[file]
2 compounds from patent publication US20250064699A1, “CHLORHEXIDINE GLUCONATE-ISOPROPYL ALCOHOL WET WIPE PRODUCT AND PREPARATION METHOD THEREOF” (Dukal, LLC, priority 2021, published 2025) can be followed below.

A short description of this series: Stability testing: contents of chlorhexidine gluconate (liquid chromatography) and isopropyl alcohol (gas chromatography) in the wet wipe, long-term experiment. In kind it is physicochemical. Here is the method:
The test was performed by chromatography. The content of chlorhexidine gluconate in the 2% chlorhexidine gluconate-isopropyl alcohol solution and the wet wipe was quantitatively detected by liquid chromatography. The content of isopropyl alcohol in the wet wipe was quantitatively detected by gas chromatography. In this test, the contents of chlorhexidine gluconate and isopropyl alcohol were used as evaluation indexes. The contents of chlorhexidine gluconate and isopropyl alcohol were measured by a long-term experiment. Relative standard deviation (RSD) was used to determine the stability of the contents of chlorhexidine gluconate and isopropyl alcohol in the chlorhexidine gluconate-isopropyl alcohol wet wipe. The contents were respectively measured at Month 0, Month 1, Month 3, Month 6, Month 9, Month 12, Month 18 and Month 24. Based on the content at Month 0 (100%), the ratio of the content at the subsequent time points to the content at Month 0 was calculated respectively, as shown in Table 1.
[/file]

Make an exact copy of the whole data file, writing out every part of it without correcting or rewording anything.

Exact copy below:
2 compounds from patent publication US20250064699A1, “CHLORHEXIDINE GLUCONATE-ISOPROPYL ALCOHOL WET WIPE PRODUCT AND PREPARATION METHOD THEREOF” (Dukal, LLC, priority 2021, published 2025) can be followed below.

A short description of this series: Stability testing: contents of chlorhexidine gluconate (liquid chromatography) and isopropyl alcohol (gas chromatography) in the wet wipe, long-term experiment. In kind it is physicochemical. Here is the method:
The test was performed by chromatography. The content of chlorhexidine gluconate in the 2% chlorhexidine gluconate-isopropyl alcohol solution and the wet wipe was quantitatively detected by liquid chromatography. The content of isopropyl alcohol in the wet wipe was quantitatively detected by gas chromatography. In this test, the contents of chlorhexidine gluconate and isopropyl alcohol were used as evaluation indexes. The contents of chlorhexidine gluconate and isopropyl alcohol were measured by a long-term experiment. Relative standard deviation (RSD) was used to determine the stability of the contents of chlorhexidine gluconate and isopropyl alcohol in the chlorhexidine gluconate-isopropyl alcohol wet wipe. The contents were respectively measured at Month 0, Month 1, Month 3, Month 6, Month 9, Month 12, Month 18 and Month 24. Based on the content at Month 0 (100%), the ratio of the content at the subsequent time points to the content at Month 0 was calculated respectively, as shown in Table 1.